In fitting style, chocolate week concludes with an incapacitating amount of chocolate cake. Tonight’s dinner is at a pub. I’m not hungry but still feel compelled to order something. It’s an easy choice when you only have one option. I flick past all the temptingly savoury meals to the dessert section. “Chocolate cake please. Yes, for my main course. Yes, I’m serious.”
I’ve never ordered dessert for dinner before, including as a child. Not the first time this week, attention is drawn to whether I act appropriately for my age. Even my friends’ daughter said I was “silly Uncle Banno”, and she hadn’t yet turned three.
The cake is heavy, pregnant with a dense richness, so I’m already pretty wrecked before a birthday cake appears. The box opens to reveal an absurd monument to dessert indulgence, like some kind of sugary Versailles. I eat the cake, because to show fear is to let the cake win. Immediately I feel a powerful urge to lie down, as if the task of digestion is so great that my body can’t bear a distraction as frivolous as sitting upright.
With thoughts that would be recognised by anyone whose suffered through a crushing hangover, I swear I won’t have that much ever again. Yet with the resilience of an alcoholic I’m back in the pantry only hours later, squeezing in three last Tim Tams to bring chocolate week to a close.
Daily Kilojoules, Day 7
|Target||Consumed||% of Daily Target Consumed|
Food Diary, Day 7
|Breakfast||GF chocolate fudge brownie; M&Ms; Caramello Koala; Dream white chocolate (1 row); Mocha; fun-sized Mars bar.|
|Lunch||Mocha; fun-sized Flake, Picnic.|
|Snacks||Smarties block (1 row); Chocolate vodka; Mocha; Mars pods.|
|Dinner||Cream filled sponge cake (2); Triple chocolate ice cream; GF chocolate mud cake; Maltesers.|
|Dessert||Tim Tam (3)|
Review of the Chocolate-Only Diet experiment
A week ago I gave predictions. Let’s see how they turned out.
- Persistently feeling unwell: At first I did. Queasiness, stomach cramps, feeling wired – I didn’t think I’d last the week. But within a day or two these went away.
- Constipated: Nope.
- Feeling fatty: Nope.
- Weight change: One kilo heavier, but a week is too short for that to be significant.
- Sore teeth when eating chocolate: Possibly less so than usual. Perhaps the nerves were overwhelmed and surrendered. No scurvy-induced looseness either.
My energy levels were no different. No acne breakouts. No nightmares. No mood swings caused by sugar highs and crashes. Perhaps my blood sugar levels were perpetually high.
I really liked not being hungry, waiting for my next meal. By snacking steadily throughout the day, lunch and dinner lost significance and would probably, in time, be skipped. Fluid intake also fell. I attribute that to 1) water being fairly unexciting, and 2) all the chocolate slaking my thirst for sweet fizzy drinks. Going without alcohol for almost the whole week was less arduous than expected, perhaps because it was in aid of doing something new and different, and not just denying myself a pleasure.
It wasn’t an expensive week. After subtracting the substantial leftovers (seems I got carried away in the supermarket) and predations of housemates, the total cost was around A$80. Well, A$160 actually, since I’ll be donating a matching amount to JDRF, to support their research into type 1 diabetes. For more on raising awareness of gestational and type 1 diabetes, check out the Day 3 article.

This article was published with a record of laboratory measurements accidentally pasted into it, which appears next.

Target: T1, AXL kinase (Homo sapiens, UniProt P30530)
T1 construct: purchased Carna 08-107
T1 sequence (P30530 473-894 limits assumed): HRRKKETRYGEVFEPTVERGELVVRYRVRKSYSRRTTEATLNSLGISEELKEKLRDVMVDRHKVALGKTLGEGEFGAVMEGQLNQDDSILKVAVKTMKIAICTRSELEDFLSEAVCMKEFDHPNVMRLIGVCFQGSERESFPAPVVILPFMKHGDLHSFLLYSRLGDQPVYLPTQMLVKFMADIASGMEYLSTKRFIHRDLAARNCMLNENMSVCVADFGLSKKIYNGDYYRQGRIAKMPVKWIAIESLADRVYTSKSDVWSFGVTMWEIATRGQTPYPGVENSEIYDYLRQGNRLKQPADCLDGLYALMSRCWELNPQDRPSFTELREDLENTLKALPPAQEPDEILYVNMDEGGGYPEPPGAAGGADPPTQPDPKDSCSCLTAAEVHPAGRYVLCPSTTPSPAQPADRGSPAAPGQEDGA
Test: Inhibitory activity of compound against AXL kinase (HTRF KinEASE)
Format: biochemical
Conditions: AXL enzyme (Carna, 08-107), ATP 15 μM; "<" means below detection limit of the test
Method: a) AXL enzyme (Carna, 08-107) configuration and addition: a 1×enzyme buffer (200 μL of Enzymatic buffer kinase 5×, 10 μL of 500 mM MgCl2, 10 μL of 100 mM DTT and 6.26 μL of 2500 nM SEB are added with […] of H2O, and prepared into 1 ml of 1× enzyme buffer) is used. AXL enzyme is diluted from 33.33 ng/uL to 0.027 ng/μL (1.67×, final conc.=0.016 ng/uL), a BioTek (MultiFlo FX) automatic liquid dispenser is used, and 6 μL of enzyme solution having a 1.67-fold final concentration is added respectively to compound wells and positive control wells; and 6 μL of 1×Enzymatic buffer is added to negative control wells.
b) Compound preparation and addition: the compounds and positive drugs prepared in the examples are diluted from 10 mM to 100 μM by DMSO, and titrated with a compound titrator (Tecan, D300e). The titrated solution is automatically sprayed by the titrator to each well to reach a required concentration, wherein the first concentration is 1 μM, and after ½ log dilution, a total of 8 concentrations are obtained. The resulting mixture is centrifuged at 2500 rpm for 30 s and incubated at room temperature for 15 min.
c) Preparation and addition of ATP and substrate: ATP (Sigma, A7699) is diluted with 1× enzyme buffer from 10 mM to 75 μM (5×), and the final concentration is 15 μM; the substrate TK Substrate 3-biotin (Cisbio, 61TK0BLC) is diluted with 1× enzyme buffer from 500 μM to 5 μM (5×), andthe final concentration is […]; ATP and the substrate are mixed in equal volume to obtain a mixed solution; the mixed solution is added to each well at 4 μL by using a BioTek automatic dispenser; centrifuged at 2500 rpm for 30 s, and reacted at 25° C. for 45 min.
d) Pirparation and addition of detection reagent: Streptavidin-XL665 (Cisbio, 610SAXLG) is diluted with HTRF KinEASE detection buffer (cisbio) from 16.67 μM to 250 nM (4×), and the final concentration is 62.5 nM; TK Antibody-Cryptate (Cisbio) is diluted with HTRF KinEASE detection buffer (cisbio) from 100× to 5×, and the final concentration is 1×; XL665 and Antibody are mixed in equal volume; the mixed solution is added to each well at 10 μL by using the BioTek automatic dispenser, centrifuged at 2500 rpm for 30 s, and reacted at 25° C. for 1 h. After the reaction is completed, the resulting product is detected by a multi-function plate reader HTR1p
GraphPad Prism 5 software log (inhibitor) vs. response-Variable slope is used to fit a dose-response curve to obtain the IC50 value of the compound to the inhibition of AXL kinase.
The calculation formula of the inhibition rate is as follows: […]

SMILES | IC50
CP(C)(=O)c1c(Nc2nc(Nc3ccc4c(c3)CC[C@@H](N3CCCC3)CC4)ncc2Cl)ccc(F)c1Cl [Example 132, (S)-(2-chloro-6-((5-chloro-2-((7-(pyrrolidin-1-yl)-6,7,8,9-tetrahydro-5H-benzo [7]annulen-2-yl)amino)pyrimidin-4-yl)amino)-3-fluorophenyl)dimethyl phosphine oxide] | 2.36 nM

Also, I saved a lot of time on cooking and cleaning up.
Given I normally consider chocolate to be a ‘treat’ item, I’m surprised that eating it exclusively for a week cost about the same as my usual groceries bill. Not sure whether eating chocolate is cheaper than I assumed, or whether my normal diet is more lavish than I realised. Perhaps I don’t need to garnish every meal with gold leaf. Or at least not mix it into my smoothies. But since I don’t add salt to food, I needed to fill the salt shaker with something.
I did miss some foods, especially savouries like chips or pizza. Not to the extent I’d anticipated though. Surprisingly, I still enjoyed eating chocolate. It just tastes so good, and comes in so many tantalising forms. I especially noticed how moreish it is. I’d awake not looking forward to a chocolate breakfast, yet as soon as that first piece hit the tastebuds it was go-time. Stopping at the second or eighth piece required more willpower than resisting the first piece would’ve.
So perhaps the lesson here is don’t eat that first piece unless you’re relatively okay that it won’t end there. Eat it rarely, but on those occasions accept that a little binge is likely, and do your best to enjoy it guilt-free. Where possible put a physical limit on how much you can eat. For example, don’t always have it in the house, or don’t take the whole block into the tv room with you. This lessens the role of willpower, and laziness can for once be useful. Make vice fight vice.
As you’d expect, I took in a ridiculous amount of kilojoules. On average almost 15,000 kJ / 3,500 kcal per day. That’s double my healthy allowance. It’s particularly high considering I wasn’t always having dessert, I didn’t drink alcohol, and I wasn’t forcing myself to eat as much as possible.
Looking at my nutrient intake…..well on the bright side I wasn’t at risk of a Vitamin A overdose. Cholesterol was low too. But fibre intake was negligible, protein insufficient, and carbs and fats off the chart. Sugar was 400% of my recommended limit. Imagine a 1 kilogram pack of sugar – I ate the equivalent every three days. Wow.
Perhaps unsurprisingly after a week of so much sugar, this morning’s bacon and eggs tasted both extra salty, and extra delicious. Yet as I sit here writing, I still could go a little sweet treat…
Thanks for reading – hope you enjoyed!
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